What about you? Have you ever visited (or freed!) a prisoner?? What was it like? Do you agree with my thoughts on it??

Categories
Ink Slingers Lent Leticia Liturgical Year Spiritual Growth

Time to Walk the Walk

From the moment I watched Pope Benedict leave the Vatican for the last time and speak for the last time as Pope, I had a feeling something big was about to happen. My opinions about popes has been a conversion in and of itself. Having been a Baptist most of my childhood, I had Protestant views of the papacy, but there was something about Pope John Paul II’s face that really made it hard to believe that he was the anti-Christ. As he grew older and suffered more and more I loved him and yet I still thought it was crazy that people would believe he was actually running the show. When he died I was one of those people who watched the conclave only in passing on the secular news outlets.

Then there was Pope Benedict. I did not think that I would ever really care for him. Like ever. But then I saw him in Rome. He won my heart. The thing about Pope Benedict is that in person he looks nothing like his pictures. In person the fact that he is an introvert is very clear. But what else is clear is that he is a kind and gentle soul. I don’t really know how to explain it, but from the moment I laid eyes on him, I loved him. I read his writings and loved him even more. I cried the whole time I watched him leave the Vatican. I long to see his face and to know what he is doing now. And I hope he knows how much we all love and miss him. I really do miss him.

And now Pope Francis. *sigh* What is there to say that hasn’t already been said in a million blog posts? He’s his own Pope. And I like it. My inner rebel is cheering him on, getting involved in liturgy wars that I have no clue about, talking when I shouldn’t, and making rash judgments against people I love and consider friends. (All of which, I just wrote a blog post about and I said not to do that. I need to take my own advice sometimes.) But all of that came to a screeching halt when I read the news that he will being celebrating Mass on Holy Thursday in a juvenile detention center. That was the beginning of my conversation with God today. He did not hold back either.

I’ve been to jail. Not just once, but 12 times. The longest I’ve been in jail is 16 days. It was in the Amarillo City Jail, which is old school. There are no TVs, no outside, no nothing. Just sleep, books, cards, and crappy food. The thing that sucks the most about being in jail is you feel that everyone else is going on with life on the outside and they aren’t even thinking of you. It’s as if you’re dead but nobody is mourning you and there is nothing you can do about it except wait. You wait until you get out so you can do better next time, but really you know that you will always hold a grudge against them for living life and against yourself for being the loser who got locked up in the first place. And the cycle continues … it’s like a circle of hell. You know that you put yourself there, but you make excuses. Everyone is out to get you. Life is out to get you. The people who are supposed to care about you don’t, because if they did, they would get you out. The thoughts of self-loathing in jail are intense. From where I sit now I know exactly where the voice of those thoughts comes from: the accuser. His voice is loud in jail: telling you how terrible you are, how much of a failure you are, how everyone is a liar, how they don’t love you, how you are worthless, how you have a right to hate everything, and on and on. You start to adjust to it and start making friends and trying to make the most of your time. And then comes Sunday. The church people come in and stand there and preach at you about how you’re a sinner. I would always just pretend to be asleep with a towel over my face but under the towel I was crying. Because I knew what I was, I didn’t need anyone else telling me, I had that voice in my mind that wouldn’t shut up from telling me. What I needed to hear was about Jesus and how Merciful God is.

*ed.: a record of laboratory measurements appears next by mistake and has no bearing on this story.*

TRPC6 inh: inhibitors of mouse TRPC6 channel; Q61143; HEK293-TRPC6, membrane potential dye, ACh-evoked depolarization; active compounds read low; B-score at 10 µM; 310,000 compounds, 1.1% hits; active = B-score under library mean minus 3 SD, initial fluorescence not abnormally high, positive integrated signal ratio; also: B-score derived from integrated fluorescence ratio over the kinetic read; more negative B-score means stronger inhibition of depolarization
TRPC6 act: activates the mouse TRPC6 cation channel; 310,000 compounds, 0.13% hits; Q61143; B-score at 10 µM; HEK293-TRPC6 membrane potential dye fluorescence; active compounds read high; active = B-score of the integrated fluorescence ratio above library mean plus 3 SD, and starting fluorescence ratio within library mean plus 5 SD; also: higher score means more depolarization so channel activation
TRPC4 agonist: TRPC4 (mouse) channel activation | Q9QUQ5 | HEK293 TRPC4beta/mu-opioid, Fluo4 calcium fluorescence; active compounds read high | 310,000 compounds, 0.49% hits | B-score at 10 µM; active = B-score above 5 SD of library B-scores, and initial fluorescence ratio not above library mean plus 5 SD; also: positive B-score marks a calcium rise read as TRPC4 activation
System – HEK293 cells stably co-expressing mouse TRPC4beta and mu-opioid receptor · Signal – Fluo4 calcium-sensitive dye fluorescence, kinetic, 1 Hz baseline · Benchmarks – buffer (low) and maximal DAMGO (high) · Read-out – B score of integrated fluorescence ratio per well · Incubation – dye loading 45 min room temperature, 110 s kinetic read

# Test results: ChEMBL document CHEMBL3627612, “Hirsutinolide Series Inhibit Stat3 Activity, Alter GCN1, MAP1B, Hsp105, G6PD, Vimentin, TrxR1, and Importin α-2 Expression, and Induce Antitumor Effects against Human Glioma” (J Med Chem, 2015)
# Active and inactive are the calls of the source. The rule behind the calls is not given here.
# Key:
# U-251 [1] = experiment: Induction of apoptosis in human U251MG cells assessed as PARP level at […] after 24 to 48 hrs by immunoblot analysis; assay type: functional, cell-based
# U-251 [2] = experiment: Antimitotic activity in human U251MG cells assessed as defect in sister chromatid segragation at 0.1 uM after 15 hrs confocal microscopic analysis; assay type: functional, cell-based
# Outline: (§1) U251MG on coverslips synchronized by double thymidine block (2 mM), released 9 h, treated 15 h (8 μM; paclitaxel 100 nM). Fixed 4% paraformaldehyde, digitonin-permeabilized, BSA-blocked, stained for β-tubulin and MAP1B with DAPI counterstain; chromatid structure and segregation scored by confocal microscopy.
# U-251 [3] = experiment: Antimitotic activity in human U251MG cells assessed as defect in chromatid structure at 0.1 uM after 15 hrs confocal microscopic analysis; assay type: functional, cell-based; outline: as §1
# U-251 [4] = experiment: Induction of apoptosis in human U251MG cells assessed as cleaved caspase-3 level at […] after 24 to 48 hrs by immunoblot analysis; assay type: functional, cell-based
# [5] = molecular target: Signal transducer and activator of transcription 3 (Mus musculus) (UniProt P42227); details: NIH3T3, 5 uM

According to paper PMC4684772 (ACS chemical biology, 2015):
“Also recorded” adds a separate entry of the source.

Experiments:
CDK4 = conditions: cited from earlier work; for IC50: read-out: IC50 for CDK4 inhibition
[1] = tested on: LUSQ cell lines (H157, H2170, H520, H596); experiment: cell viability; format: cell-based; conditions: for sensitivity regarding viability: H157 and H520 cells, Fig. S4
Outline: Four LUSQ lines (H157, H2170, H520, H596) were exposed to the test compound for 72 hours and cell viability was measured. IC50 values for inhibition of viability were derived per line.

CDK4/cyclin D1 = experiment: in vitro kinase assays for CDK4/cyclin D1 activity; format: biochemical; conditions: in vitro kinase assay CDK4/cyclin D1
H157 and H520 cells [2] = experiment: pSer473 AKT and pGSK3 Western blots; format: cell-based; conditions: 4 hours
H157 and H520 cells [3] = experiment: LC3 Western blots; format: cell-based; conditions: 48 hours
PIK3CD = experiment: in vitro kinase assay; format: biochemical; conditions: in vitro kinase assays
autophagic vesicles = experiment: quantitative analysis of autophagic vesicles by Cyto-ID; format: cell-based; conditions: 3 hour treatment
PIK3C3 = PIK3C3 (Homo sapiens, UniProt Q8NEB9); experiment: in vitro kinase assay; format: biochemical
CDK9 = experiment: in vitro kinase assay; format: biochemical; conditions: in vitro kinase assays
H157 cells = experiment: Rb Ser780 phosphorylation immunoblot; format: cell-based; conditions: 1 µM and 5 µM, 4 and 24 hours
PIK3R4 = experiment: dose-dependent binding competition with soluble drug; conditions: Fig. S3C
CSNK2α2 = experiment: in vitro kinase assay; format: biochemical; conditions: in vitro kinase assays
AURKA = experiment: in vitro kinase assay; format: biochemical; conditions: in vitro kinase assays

Today, I cried thinking of what it would be like to be in prison and have the Pope say Mass and wash the feet of prisoners in there. Currently I have two cousins in prison, my oldest son’s uncle is in state jail, and my kids’ father is in jail. All of them are there because of bad choices they made. Regardless, I know all of them are loved by God. Who is going to tell them that while they sit in there with that voice accusing them of being nothing and unloved? The evil one is there no matter what. Who is going to take Jesus to them? Many people have opinions about what Pope Francis is doing. Some of those opinions are rooted in selfishness of wanting the papacy to be run their way to make them feel better. (Anytime people center their opinions based on their feelings it’s rooted in something that is not virtuous.) But as someone who has been in jail and knows what goes through the mind of someone in there, I think what he is doing is showing the rest of us, by his example, that the time for talk is over. It is time to walk the walk.

That is what Holy Week is all about, isn’t it? Jesus walked the walk. He spent three years talking, on Holy Thursday He instituted the Eucharist and the Priesthood, and the following day he walked the walk carrying His cross all the way up until He was crucified on it. What scares me is that this is what Pope Francis is all about. He is all about the Cross and I am all about talking about it. I’m not about carrying it and letting anyone hang me on it. But isn’t that the point of Lent? To die to self? Some of us need to die to our feelings, some need to die to self by not making rash judgments of others, and some of us need to die to self by giving up the talk and start walking the walk.

I would suggest that we all follow our Pope’s example this Holy Week and practice some Corporal works of Mercy:
feeding the hungry
giving drink to the thirsty
clothing the naked
offering hospitality to the homeless
caring for the sick
visiting the imprisoned
burying the dead 

May God use us to take Christ to those who need him the most.